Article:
To make sure you never miss out on your favourite NEW stories, we're happy to send you some reminders

Click 'OK' then 'Allow' to enable notifications

World Cup viewers don't think they can see very many women in the opening game crowd
Featured Image Credit: BBC/Kieran McManus/Shutterstock

World Cup viewers don't think they can see very many women in the opening game crowd

The World Cup opener saw Qatar take on Ecuador

World Cup viewers don't think they can see very many women in the opening game crowd.

Today (20 November) sees the opening day of the controversial World Cup as Qatar takes on Ecuador.

As we're all now aware, Qatar has faced widespread criticism for the lack of inclusivity and equal gender rights. And during the 4pm (GMT) kick-off viewers, pretty much immediately, thought there were a 'lack of women' in the crowd.

"There's no women in the crowd," one fan expressed on social media as someone else questioned: "Spot the women in the crowd, are they even allowed to attend???"

Fans seemed to think they couldn't spot any women in the crowd during the match between Qatar and Ecuador.

And just for the record, yes, women are allowed to attend games - not only at the World Cup, but at any other football match in general.

Meanwhile, a third person added: "There aren’t many women in that crowd. Just saying."

"Good to see all the women in the crowd," a fourth sarcastically wrote, while another said: "So weird seeing a football crowd with no women in it."

I mean, sometimes when you're watching at home, it can be difficult spotting faces in the crowd and, as pictures show, women are most definitely in attendance.

And according to statistics from Statista, 37 percent of football fans are women. However, men do tend to be the majority at 63 percent.

There were most certainly women in attendance during today's first World Cup match in Qatar.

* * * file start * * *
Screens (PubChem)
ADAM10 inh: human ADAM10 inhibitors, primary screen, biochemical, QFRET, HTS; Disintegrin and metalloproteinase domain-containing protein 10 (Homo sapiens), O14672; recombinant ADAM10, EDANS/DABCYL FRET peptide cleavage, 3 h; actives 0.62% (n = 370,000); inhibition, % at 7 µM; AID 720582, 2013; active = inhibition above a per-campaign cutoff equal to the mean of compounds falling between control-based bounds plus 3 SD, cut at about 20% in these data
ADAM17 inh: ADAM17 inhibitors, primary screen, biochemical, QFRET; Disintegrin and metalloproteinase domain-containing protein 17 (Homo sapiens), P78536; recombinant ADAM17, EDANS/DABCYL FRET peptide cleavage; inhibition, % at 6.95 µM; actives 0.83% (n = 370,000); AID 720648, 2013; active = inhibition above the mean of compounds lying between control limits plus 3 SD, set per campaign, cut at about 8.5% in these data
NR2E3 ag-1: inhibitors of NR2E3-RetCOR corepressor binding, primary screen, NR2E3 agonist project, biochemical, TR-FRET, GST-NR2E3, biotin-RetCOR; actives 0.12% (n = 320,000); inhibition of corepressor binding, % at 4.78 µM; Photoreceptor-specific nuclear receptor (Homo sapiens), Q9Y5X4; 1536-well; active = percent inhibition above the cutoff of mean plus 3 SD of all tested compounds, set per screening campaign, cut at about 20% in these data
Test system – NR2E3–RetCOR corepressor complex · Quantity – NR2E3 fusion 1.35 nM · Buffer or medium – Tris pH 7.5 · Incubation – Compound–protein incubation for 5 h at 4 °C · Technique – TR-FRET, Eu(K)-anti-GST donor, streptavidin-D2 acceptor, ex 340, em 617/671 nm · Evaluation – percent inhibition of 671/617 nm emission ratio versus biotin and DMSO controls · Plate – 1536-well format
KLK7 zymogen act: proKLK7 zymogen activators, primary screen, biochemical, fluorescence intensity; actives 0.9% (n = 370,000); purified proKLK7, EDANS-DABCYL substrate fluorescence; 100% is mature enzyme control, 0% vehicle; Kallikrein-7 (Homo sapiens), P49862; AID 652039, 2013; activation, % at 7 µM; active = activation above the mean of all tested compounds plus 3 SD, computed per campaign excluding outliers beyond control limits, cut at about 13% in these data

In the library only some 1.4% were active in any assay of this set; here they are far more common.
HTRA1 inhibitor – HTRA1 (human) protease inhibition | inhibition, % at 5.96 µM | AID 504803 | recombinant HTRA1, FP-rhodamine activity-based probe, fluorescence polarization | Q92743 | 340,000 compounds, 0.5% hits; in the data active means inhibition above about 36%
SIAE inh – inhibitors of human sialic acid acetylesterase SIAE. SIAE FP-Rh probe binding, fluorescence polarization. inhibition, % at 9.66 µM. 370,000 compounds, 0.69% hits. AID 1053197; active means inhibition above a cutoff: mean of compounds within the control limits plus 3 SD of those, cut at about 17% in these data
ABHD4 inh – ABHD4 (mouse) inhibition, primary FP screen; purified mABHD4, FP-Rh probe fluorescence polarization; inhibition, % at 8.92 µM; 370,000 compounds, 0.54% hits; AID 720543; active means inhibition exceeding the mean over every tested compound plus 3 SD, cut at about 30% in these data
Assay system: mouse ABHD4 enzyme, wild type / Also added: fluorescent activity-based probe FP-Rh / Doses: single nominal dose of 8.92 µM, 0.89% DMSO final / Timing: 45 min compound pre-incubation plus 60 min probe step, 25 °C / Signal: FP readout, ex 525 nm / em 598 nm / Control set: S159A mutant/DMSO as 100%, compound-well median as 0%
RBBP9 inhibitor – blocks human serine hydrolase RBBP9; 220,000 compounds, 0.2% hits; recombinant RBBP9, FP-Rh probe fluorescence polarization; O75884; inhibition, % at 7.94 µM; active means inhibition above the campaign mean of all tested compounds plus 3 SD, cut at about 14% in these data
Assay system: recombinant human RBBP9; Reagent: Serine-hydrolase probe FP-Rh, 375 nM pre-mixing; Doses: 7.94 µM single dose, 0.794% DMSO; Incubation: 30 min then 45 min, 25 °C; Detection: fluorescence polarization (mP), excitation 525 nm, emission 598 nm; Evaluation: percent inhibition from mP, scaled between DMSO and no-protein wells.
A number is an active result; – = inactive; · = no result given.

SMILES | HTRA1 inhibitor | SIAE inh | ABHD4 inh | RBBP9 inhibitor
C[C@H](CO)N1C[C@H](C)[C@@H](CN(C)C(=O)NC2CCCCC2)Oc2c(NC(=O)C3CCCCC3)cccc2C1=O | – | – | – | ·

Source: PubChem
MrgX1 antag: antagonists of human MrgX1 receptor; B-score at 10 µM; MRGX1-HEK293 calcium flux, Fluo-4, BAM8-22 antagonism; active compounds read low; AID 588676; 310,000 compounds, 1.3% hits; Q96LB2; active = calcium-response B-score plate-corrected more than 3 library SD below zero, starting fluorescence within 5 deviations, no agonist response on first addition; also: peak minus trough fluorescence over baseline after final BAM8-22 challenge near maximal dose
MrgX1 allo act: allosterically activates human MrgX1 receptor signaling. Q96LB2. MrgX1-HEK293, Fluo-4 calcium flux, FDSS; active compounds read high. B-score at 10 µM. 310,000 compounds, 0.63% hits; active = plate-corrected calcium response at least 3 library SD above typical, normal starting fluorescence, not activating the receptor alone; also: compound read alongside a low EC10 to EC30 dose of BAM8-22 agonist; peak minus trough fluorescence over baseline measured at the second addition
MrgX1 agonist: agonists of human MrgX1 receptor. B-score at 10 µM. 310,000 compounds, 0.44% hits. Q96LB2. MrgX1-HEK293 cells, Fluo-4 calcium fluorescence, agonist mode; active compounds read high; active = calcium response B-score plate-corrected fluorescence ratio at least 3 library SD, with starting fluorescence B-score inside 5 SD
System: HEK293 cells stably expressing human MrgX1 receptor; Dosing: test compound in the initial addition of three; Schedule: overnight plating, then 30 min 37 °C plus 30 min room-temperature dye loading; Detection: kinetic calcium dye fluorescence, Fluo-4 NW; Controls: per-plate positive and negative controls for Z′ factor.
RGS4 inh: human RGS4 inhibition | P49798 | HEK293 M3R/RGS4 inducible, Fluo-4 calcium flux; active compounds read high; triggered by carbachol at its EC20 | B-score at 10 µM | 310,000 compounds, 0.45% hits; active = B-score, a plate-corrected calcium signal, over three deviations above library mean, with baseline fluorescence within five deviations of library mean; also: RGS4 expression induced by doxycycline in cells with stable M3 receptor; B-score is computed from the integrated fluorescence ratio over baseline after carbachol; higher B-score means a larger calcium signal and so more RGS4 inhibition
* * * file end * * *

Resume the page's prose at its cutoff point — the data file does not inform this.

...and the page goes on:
Earlier today, the BBC broadcast of the game saw Gary Lineker give a powerful opening monologue ahead of the first game.

Lineker, who was presenting live from the Al Bayt stadium in Doha, said: “It’s the most controversial World Cup in history, and a ball has not yet been kicked.

“Ever since Fifa chose Qatar back in 2010, the smallest nation to have hosted football’s greatest competition has faced some big questions.

“From accusations of corruption in the bidding process to the treatment of migrant workers who built the stadiums, where many lost their lives.

“Homosexuality is illegal here [in Qatar]. Women’s rights and freedom of expression are in the spotlight.

Gary Lineker give a powerful opening monologue as the World Cup kicked off.

“Also, the decision six years ago to switch the tournament from summer to winter. Against that backdrop, there’s a tournament to be played.

“One that will be watched and enjoyed around the world. Stick to football, said Fifa. Well we will, for a couple of minutes at least.”

Ecuador currently lead Qatar by two goals to nil at the time of writing.

Enner Valencia bagged a brace after his first goal, in the third minute, was controversially chalked off by VAR for offside.

Topics: Sport, Football